October 30, 2014

My Corner of the Canyon: Rattle and Hum

 

There is a low humming noise outside the window. At times it seems to fade, lost behind the sounds of passing cars, a distant chainsaw, or the crow of the rooster up the hill. Then it comes again steady, vibratory, almost soothing. At this time of year in Topanga, Ailanthus Altissimo, known as the “Tree of Heaven,” or sometimes by its baser name, “Ghetto Palm,” comes into bloom. I first noted a familiar smell in the air. There was a hint, just for a moment, of something on the breeze that reminded me of something else, something I knew but had forgotten.

“What’s that scent?” I asked not wanting to lose it.

Miranda, in her wisdom, answered, “It’s the tree, Mother.”

And, yes, it was the tree with its peppery, pungent, somewhat sweet smell. I’d been too busy to notice the branches had filled in and were hanging heavy with blooms and, sure enough, the green pollen was beginning to fall all over the patio, sprinkling through the air like a magical chartreuse rain.

In some cultures the tree is said to be a cure for mental illness and baldness, but I’m still crazy and the beleaguered husband is …..well, let’s just say he looks good in a hat.

In the morning hundreds of bees buzz around Ailanthus’ blossoms. The hum is from the sound produced by their little wings rapidly flapping. I can’t but admire their dedicated industry and wonder if they’re happy, programmed as they are to gather pollen for the hive. And, if not happy exactly, do they feel a sense of satisfaction or accomplishment in doing what they are meant to do?

Maybe there is an award given to the best or fastest gatherer of nectar, a Bee Blue Ribbon, a tiny trophy or, at least, a nod from Her Highness. Or, maybe, the reward is just in getting to do what you were designed to do without once questioning your destiny.

Oh, how I envy them! There is no nonsense about wondering if one should, write, teach, have a pool route, act, sell burgers, or join the circus. They never ponder whether to get a pink streak in their hair, invest in gold, or if to toss or save the Calvin Klein sweatshirt. Alas! I am not a bee and the only programming I possess is a proclivity toward squalor and a taste for a different kind of nectar.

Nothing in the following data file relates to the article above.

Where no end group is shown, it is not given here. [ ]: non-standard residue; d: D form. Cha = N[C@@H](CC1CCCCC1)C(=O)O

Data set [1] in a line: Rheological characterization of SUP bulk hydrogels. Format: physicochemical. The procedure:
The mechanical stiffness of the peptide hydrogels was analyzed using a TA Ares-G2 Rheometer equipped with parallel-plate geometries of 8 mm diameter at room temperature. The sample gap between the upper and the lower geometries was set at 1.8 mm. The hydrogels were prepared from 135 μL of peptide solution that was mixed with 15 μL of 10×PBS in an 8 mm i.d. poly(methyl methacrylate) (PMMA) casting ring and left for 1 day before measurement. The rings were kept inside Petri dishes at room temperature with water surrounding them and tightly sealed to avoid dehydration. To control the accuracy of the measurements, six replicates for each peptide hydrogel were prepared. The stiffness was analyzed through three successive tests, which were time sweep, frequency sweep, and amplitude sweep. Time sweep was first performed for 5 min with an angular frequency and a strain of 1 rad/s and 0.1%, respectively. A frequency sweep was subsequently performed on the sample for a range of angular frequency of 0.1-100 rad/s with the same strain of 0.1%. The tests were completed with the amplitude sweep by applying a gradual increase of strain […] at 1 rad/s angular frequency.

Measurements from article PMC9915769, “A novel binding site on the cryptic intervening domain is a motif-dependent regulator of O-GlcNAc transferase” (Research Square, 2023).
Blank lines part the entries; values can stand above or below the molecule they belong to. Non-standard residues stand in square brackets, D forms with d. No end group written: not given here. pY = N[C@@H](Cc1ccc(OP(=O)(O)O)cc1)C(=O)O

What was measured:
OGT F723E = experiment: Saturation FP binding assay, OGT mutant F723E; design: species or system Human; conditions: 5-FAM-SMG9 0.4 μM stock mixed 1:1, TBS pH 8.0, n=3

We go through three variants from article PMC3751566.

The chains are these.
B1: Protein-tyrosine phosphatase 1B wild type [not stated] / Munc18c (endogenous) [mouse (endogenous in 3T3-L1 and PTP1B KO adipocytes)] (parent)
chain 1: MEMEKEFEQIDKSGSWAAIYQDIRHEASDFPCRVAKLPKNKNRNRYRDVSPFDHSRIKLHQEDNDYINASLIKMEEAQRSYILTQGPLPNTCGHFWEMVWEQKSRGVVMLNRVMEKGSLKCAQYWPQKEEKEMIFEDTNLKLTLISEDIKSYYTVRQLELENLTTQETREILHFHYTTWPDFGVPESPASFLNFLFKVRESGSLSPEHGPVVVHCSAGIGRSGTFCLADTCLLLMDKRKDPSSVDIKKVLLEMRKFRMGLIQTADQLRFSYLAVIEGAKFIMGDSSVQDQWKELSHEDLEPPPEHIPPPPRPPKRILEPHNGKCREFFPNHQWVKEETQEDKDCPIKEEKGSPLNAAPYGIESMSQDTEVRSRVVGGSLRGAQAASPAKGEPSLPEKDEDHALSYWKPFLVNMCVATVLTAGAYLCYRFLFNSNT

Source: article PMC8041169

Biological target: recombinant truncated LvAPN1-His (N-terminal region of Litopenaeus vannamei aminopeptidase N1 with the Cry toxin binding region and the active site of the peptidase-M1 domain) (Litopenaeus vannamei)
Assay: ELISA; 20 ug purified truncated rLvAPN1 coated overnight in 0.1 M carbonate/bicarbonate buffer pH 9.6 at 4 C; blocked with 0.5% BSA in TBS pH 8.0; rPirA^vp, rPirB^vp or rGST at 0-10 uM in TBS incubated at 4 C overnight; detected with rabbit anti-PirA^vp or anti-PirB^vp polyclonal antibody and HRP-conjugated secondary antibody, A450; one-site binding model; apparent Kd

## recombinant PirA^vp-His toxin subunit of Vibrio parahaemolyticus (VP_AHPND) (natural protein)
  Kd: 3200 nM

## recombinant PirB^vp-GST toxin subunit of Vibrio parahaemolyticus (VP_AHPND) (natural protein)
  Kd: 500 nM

The bees continue in their manic mission, their hum almost taking on a mocking tone, while just on the other side of the window, the husband and I are dressing—on our one day off—to attend a funeral. The funeral is for someone we hardly know, a man who was married to a distant elder cousin of my husband. We have no vested emotional connection to the deceased and are attending out of a vague sense of family obligation.

“Maybe we should look at this as a date,” I callously suggest. “After all, the word ‘fun’ is in funeral.”

Deciding what to wear is, of course, a challenge for us and the buzzing bees seem to say, “Foolish humans, why waste time on clothes and death; just push the dead ones out of the hive and get on with it. There will be more to take their place.”

The funeral is at a big temple on Wilshire Boulevard. We can’t seem to find the right entrance and I half hope to maybe just give it up, ditch the whole thing, like school, and light out for a taco, an IHOP or take in The Muppet Movie. Can’t we just forget our troubles, fly from obligations and solemn occasions and jump into a fountain somewhere? But we persevere and arrive at the parking area.